Recently, due to corporate requirements, we had to change all the IP numbers on all our servers, including our clustered SQL server. Since this change, we cannot set up an ODBC connection or connect to Enterprise Manager using the virtual IP address or the virtual name of the server, although we can using the IP address or name of Node 1 of the cluster to make connections.
We can ping the name and number of the server. We can even map a drive to the server, but that’s it. Did we miss something when we changed IP addresses? I’ve spent hours scanning over them and have found the numbers to be correct as far as I can tell.
We’re using SQL Server 2000. We changed the IP’s by going into Cluster Administrator, then changing the IP addresses for each node, as well as the server itself. I was not present at the time of the change, but have checked all the addresses in the cluster administrator, and they appear to be correct.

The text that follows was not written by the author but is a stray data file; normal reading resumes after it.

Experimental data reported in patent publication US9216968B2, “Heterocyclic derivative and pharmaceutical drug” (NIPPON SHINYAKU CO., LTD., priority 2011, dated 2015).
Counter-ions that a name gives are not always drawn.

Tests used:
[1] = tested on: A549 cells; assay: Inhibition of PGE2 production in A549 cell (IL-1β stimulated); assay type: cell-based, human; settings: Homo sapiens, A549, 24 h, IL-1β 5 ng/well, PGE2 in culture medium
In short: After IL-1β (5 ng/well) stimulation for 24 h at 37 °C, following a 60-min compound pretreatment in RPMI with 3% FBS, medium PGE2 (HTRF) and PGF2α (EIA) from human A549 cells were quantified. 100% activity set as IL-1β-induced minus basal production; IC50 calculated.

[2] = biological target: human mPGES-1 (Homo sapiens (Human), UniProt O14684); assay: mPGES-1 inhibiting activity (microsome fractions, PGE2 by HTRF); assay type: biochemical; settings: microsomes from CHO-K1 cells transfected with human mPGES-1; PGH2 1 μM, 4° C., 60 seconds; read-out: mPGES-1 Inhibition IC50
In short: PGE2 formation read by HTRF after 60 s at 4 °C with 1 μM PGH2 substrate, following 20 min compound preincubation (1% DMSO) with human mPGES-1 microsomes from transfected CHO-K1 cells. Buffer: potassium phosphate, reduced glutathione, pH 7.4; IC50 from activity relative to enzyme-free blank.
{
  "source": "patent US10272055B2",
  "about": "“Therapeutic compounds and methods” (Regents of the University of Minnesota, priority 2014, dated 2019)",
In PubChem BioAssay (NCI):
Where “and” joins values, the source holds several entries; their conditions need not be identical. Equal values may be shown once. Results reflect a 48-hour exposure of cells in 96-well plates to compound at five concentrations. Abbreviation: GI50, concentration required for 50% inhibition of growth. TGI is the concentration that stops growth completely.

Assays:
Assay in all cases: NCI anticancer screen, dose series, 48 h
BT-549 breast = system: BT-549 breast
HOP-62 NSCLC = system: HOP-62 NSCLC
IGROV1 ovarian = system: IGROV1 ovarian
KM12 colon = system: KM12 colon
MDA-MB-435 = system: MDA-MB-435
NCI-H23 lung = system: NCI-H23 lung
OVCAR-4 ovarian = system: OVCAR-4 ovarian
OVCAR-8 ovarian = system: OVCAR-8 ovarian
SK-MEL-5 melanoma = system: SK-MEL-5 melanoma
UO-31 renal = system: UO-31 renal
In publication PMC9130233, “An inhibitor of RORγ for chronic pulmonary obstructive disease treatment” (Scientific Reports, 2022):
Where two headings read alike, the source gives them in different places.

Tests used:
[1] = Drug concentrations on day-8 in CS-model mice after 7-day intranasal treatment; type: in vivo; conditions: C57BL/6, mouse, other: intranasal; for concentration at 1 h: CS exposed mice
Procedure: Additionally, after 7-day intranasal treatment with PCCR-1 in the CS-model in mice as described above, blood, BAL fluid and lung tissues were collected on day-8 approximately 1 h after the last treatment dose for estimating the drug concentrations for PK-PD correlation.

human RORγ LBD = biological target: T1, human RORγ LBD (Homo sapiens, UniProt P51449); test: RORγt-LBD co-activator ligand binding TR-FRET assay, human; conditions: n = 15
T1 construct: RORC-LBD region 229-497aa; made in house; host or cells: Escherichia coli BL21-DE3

Answer The problem you are experiencing is occurring because you did not change the virtual IP address of the cluster as per Microsoft’s instructions. You cannot change the virtual IP address of SQL Server clustering using the Cluster Administrator. How you change the virtual IP address depends on if you are using SQL Server 7.0 or SQL Server 2000.
If you are running SQL Server 7.0, you must uninstall, and then reinstall SQL Server 7.0 clustering. This is a pain, but the only option.
If you are running SQL Server 2000, you have to “Advanced\Maintain Virtual Server for Failover Clustering”option of the Windows 2000 setup program.]]>